We’ve recently published on our website a summary of our paper on catastrophic risks from AI, which we are cross-posting here. We hope that this summary helps to make our research more accessible and to share our policy recommendations in a more convenient format. (Previously we had a smaller summary as part of this post, which we found to be insufficient. As such, we have written this post and have removed that section to avoid being duplicative.)
Catastrophic AI risks can be grouped under four key categories which we explore below, and in greater depth in CAIS’ linked paper:
Today’s technological era would astonish past generations. Human history shows a pattern of accelerating development: it took hundreds of thousands of years from the advent of Homo sapiens to the agricultural revolution, then millennia to the industrial revolution. Now, just centuries later, we're in the dawn of the AI revolution. The march of history is not constant — it is rapidly accelerating. World production has grown rapidly over the course of human history. AI could further this trend, catapulting humanity into a new period of unprecedented change.
The double-edged sword of technological advancement is illustrated by the advent of nuclear weapons. We narrowly avoided nuclear war more than a dozen times, and on several occasions, it was one individual's intervention that prevented war. In 1962, a Soviet submarine near Cuba was attacked by US depth charges. The captain, believing war had broken out, wanted to respond with a nuclear torpedo — but commander Vasily Arkhipov vetoed the decision, saving the world from disaster. The rapid and unpredictable progression of AI capabilities suggests that they may soon rival the immense power of nuclear weapons. With the clock ticking, immediate, proactive measures are needed to mitigate these looming risks.
The first of our concerns is the malicious use of AI. When many people have access to a powerful technology, it only takes one actor to cause significant harm.
Biological agents, including viruses and bacteria, have caused some of the most devastating catastrophes in history. Despite our advancements in medicine, engineered pandemics could be designed to be even more lethal or easily transmissible than natural pandemics. An AI assistant could provide non-experts with access to the directions and designs needed to produce biological and chemical weapons and facilitate malicious use.
Humanity has a long history of weaponizing pathogens, dating back to 1320 BCE, when infected sheep were driven across borders to spread Tularemia. In the 20th century, at least 15 countries developed bioweapon programs, including the US, USSR, UK, and France. While bioweapons are now taboo among most of the international community, some states continue to operate bioweapons programs, and non-state actors pose a growing threat.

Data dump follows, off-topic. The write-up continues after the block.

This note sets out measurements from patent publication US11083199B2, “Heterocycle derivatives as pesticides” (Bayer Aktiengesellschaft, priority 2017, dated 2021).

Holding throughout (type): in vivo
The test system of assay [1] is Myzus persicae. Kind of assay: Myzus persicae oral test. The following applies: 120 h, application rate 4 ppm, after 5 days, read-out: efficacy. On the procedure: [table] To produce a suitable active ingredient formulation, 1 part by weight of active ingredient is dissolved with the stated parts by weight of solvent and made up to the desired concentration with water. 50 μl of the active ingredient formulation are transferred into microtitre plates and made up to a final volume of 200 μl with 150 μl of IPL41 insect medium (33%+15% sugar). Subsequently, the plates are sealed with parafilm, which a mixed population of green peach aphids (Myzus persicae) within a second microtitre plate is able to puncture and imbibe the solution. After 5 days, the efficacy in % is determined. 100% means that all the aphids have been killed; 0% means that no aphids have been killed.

The ability to engineer a pandemic is rapidly becoming more accessible. Gene synthesis, which can create new biological agents, has dropped dramatically in price, with its cost halving about every 15 months. Bench-top DNA synthesis machines can help rogue actors create new biological agents while bypassing traditional safety screenings.
As a dual-use technology, AI could help discover and unleash novel chemical and biological weapons. AI chatbots can provide step-by-step instructions for synthesizing deadly pathogens while evading safeguards. In 2022, researchers repurposed a medical research AI system in order to produce toxic molecules, generating 40,000 potential chemical warfare agents in a few hours. In biology, AI can already assist with protein synthesis, and AI’s predictive capabilities for protein structures have surpassed humans.
With AI, the number of people that can develop biological agents is set to increase, multiplying the risks of an engineered pandemic. This could be far more deadly, transmissible, and resistant to treatments than any other pandemic in history.
Generally, technologies are tools that we use to pursue our goals. But AIs are increasingly built as agents that autonomously take actions to pursue open-ended goals. And malicious actors could intentionally create rogue AIs with dangerous goals.
For example, one month after GPT-4’s launch, a developer used it to run an autonomous agent named ChaosGPT, aimed at “destroying humanity”. ChaosGPT compiled research on nuclear weapons, recruited other AIs, and wrote tweets to influence others. Fortunately, ChaosGPT lacked the ability to execute its goals. But the fast-paced nature of AI development heightens the risk from future rogue AIs.
AI could facilitate large-scale disinformation campaigns by tailoring arguments to individual users, potentially shaping public beliefs and destabilizing society. As people are already forming relationships with chatbots, powerful actors could leverage these AIs considered as “friends” for influence. AIs will enable sophisticated personalized influence campaigns that may destabilize our shared sense of reality.